Isaiah 48:6
You have heard, see all this; and will not you declare it? I have showed you new things from this time, even hidden things, and you did not know them.
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EXPOSITORY (ENGLISH BIBLE)
(6) Thou hast heard . . .—The appeal is to the conscience of the exiles. They had heard the prediction. They are bidden to consider it all. Should not they declare the impression it had made on them?

I have shewed thee.—Better, I shew thee, as a present incipient act.

New things.—The “new things” are those that lie in a more distant future than the conquests of Cyrus, which are referred to as “former things.”

Isaiah 48:6-8. Thou hast heard, see all this — As thou hast heard all these things, from time to time, seriously consider them. And will not ye declare it — I call you to witness: must you not be forced to acknowledge the truth of what I say? I have showed thee new things from this time — And I have now given thee new predictions of secret things, such as till this time were wholly unknown to thee, concerning thy deliverance out of Babylon by Cyrus. They are created now — Revealed to thee by me; brought to light, as things are by creation. The idea is elegant; for what is revealed exists by the word that proceeds from the mouth of God, which is the character of creation. And not from the beginning — Hebrew, ולא מאז, not from thence, not from these ancient times when other things were revealed to thee. Even before the day — Hebrew, and, or, or before this day. This day answers to now in the first clause, and seems to be added as an exposition of it; when thou heardest them not — Hebrew, And thou didst not hear them, namely, before this time in which God hath revealed them to thee by my ministry. Lest thou shouldest say, Behold, I knew them — Either by thine own sagacity, or by the help of thine idols. Yea, thou knewest not — The same thing is repeated, because this was so illustrious a proof of the infinite power and providence of God, and so clear and full a discovery of the vanity of idols. Yea, from that time — Hebrew, from then, as in the foregoing verse; thine ear was not opened — That is, thou didst not hear; I did not reveal these things unto thee: for so this phrase of opening the ear is understood, 1 Samuel 9:15. For I knew that thou wouldest deal treacherously — I knew all these cautions were necessary to cure thine infidelity. And wast called — Namely, justly and truly; a transgressor from the womb — Thou wast indeed such from thy very origin as a people. The contents of this verse, therefore, are not only to be considered as a confirmation of what was said in the preceding verse, namely, that the Jews had no knowledge of these new things, (as they are called Isaiah 48:6,) before the revelation of them made by Isaiah; but as “containing a conviction of the inconsideration, incredulity, and prejudices of the Jewish people; who, notwithstanding the prophecies so clearly fulfilled among them, had neither duly attended to them, nor become obedient to God, which he observes was nothing strange, since, from the first time of their adoption as a people, from their deliverance out of Egypt, which was, as it were, their birth, they had been full of perfidy and transgression.” See Vitringa.48:1-8 The Jews valued themselves on descent from Jacob, and used the name of Jehovah as their God. They prided themselves respecting Jerusalem and the temple, yet there was no holiness in their lives. If we are not sincere in religion, we do but take the name of the Lord in vain. By prophecy they were shown how God would deal with them, long before it came to pass. God has said and done enough to prevent men's boasting of themselves, which makes the sin and ruin of the proud worse; sooner or later every mouth shall be stopped, and all become silent before Him. We are all born children of disobedience. Where original sin is, actual sin will follow. Does not the conscience of every man witness to the truth of Scripture? May the Lord prove us, and render us doers of the word.Thou hast heard - You are witnesses that the prediction was uttered long before it was fulfilled.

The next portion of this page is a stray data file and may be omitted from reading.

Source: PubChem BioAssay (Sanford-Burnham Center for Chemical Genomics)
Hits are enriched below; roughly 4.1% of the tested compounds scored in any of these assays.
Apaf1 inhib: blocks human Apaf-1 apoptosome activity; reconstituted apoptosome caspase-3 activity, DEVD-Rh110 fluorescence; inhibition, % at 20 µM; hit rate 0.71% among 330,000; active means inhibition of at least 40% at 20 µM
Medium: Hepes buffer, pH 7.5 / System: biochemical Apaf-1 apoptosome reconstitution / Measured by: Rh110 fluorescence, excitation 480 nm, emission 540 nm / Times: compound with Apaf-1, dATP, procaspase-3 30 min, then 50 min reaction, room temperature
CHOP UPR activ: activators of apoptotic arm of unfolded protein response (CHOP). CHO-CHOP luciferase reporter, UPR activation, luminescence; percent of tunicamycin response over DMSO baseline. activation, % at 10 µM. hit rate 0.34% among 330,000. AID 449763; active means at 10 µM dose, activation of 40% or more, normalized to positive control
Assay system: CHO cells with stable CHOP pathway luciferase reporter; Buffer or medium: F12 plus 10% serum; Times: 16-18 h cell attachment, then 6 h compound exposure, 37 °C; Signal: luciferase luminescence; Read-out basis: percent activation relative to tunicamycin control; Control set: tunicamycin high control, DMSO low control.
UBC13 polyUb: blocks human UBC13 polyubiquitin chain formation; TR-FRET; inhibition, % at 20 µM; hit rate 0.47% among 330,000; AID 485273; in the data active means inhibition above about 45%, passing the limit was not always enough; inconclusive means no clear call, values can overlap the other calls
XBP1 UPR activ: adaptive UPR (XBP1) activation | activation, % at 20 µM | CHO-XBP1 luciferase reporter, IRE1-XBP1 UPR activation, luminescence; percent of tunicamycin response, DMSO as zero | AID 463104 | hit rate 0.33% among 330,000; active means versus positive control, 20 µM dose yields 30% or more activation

See all this - Behold how it is all fulfilled. Bear witness that the event is as it was predicted.

And will ye not declare it? - Will you not bear witness to the entire fulfillment of the prophecy? God appeals to them as qualified to testify that what he had declared had come to pass, and calls on them to make this known as a demonstration that he alone was God (see the notes at Isaiah 44:8).

I have showed thee new things from this time - From this time I make known a thing which has not before occurred, that you may have a similar demonstration that Yahweh is God. The 'new thing' here referred to, is, doubtless, the prediction of the deliverance from the captivity at Babylon - a new thing, in contradistinction from those which had been before predicted, and which were already fulfilled (see the notes at Isaiah 42:9; Isaiah 43:19).

Even hidden things - Events which are so concealed that they could not be conjectured by any political sagacity, or by any contemplation of mere natural causes. They are, as it were, laid up in dark treasurehouses (compare Isaiah 45:3), and they can be known only by him to whom 'the darkness shineth as the day,' and to whom the night and the day are both alike Psalm 139:12.

6. Thou, &c.—So "ye are my witnesses" (Isa 43:10). Thou canst testify the prediction was uttered long before the fulfilment: "see all this," namely, that the event answers to the prophecy.